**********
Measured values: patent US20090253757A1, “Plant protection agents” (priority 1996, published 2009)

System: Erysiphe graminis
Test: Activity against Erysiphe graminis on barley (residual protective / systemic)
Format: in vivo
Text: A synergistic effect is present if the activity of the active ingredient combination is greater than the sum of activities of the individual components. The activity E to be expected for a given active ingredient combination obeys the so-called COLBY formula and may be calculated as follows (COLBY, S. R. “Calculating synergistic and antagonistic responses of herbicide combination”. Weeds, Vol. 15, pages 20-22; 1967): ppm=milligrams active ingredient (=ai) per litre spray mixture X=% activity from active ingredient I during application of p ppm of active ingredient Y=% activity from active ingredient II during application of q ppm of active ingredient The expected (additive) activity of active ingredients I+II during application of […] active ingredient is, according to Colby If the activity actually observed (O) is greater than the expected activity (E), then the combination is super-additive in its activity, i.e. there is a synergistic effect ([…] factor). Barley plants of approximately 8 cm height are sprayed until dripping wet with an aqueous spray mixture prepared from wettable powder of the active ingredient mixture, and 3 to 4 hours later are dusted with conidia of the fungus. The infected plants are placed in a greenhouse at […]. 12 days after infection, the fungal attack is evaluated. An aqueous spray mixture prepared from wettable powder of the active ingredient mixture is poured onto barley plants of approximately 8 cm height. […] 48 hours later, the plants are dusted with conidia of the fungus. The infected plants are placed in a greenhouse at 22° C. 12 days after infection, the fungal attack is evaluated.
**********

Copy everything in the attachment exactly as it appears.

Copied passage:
Measured values: patent US20090253757A1, “Plant protection agents” (priority 1996, published 2009)

System: Erysiphe graminis
Test: Activity against Erysiphe graminis on barley (residual protective / systemic)
Format: in vivo
Text: A synergistic effect is present if the activity of the active ingredient combination is greater than the sum of activities of the individual components. The activity E to be expected for a given active ingredient combination obeys the so-called COLBY formula and may be calculated as follows (COLBY, S. R. “Calculating synergistic and antagonistic responses of herbicide combination”. Weeds, Vol. 15, pages 20-22; 1967): ppm=milligrams active ingredient (=ai) per litre spray mixture X=% activity from active ingredient I during application of p ppm of active ingredient Y=% activity from active ingredient II during application of q ppm of active ingredient The expected (additive) activity of active ingredients I+II during application of […] active ingredient is, according to Colby If the activity actually observed (O) is greater than the expected activity (E), then the combination is super-additive in its activity, i.e. there is a synergistic effect ([…] factor). Barley plants of approximately 8 cm height are sprayed until dripping wet with an aqueous spray mixture prepared from wettable powder of the active ingredient mixture, and 3 to 4 hours later are dusted with conidia of the fungus. The infected plants are placed in a greenhouse at […]. 12 days after infection, the fungal attack is evaluated. An aqueous spray mixture prepared from wettable powder of the active ingredient mixture is poured onto barley plants of approximately 8 cm height. […] 48 hours later, the plants are dusted with conidia of the fungus. The infected plants are placed in a greenhouse at 22° C. 12 days after infection, the fungal attack is evaluated.